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The strategic importance of the island of Malta—situated as it is in the middle of the Mediterranean Sea, halfway between Gibraltar and Alexandria—was recognized by the Phoenicians, who occupied it around 600 BC. It was then ruled in turn by the Greeks and Carthaginians before the Roman Empire took over governance during the first Punic War in 264 BC.
With the division of the Roman Empire in AD 395, Malta fell under the control of the Greek-speaking Byzantine Empire, which ruled from Constantinople, from 395 to 870. Although Malta was under Byzantine rule for four centuries, not much is known from this period. Between 870 and 1090, the island came under Arab rule. The Arabs introduced new irrigation, fruits, and cotton to the island, and the Siculo-Arabic language was adopted; it would eventually evolve into the Maltese language. The native Christians were allowed freedom of religion but were taxed tax for following a non-Islamic religion.
In 1091, the Norman noble Roger I, then ruler of Sicily, came to Malta with a small retinue and defeated the Arabs. During the Norman period Malta became part of the newly formed Kingdom of Sicily, which also covered the island of Sicily and the southern half of the Italian Peninsula, and the Catholic Church was re-instated as the state religion.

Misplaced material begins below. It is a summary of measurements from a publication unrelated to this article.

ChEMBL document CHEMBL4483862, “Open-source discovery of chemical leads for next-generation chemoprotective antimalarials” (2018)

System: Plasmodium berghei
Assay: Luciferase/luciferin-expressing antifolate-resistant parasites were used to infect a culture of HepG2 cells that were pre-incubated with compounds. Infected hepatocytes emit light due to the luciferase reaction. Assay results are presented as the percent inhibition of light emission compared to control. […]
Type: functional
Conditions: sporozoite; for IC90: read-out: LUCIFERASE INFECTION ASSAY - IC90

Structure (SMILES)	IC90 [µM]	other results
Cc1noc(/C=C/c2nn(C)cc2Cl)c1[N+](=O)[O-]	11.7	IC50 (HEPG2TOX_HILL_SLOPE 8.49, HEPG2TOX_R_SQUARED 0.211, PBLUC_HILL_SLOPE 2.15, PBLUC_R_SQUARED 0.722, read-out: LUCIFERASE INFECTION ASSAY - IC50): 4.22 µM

The Knights of St. John (Malta) obtained the three habitable Maltese islands of Malta, Gozo, and Comino from Charles V in 1530. The order had been driven out of Rhodes by the Ottoman Empire in 1522. In 1565, the knights faced the Ottomans again, this time withstanding a full-blown siege by the empire, the greatest naval power in the Mediterranean at the time. After the siege the order increased Malta's fortifications, particularly in the inner-harbor area, where they built the new city of Valletta, now the nation's capital.
Napoleon seized Malta in 1798, but the French forces were ousted by British troops the next year, and British rule was confirmed by the Treaty of Paris in 1814. The British used Malta as a shipping way-station and fleet headquarters, and the island was considered an important stop on the way to India.
Malta suffered heavy attacks by German and Italian aircraft during World War II, but was never invaded by the Axis powers. It became an independent nation on Sept. 21, 1964, and a republic on Dec. 13, 1974, but remained in the British Commonwealth. In 1979, when its alliance with Great Britain ended, Malta sought to guarantee its neutrality through agreements with other countries. Although Malta applied for membership in the European Union, the Labour Party, after winning the election in October 1996, froze Malta's EU application and withdrew from the NATO Partnership for Peace program in an effort to maintain its neutrality. When the Nationalist Party won the September 1998 elections, however, it revived the EU accession bid; in May 2004, Malta joined the EU. In July 2005, Malta ratified the proposed EU constitution.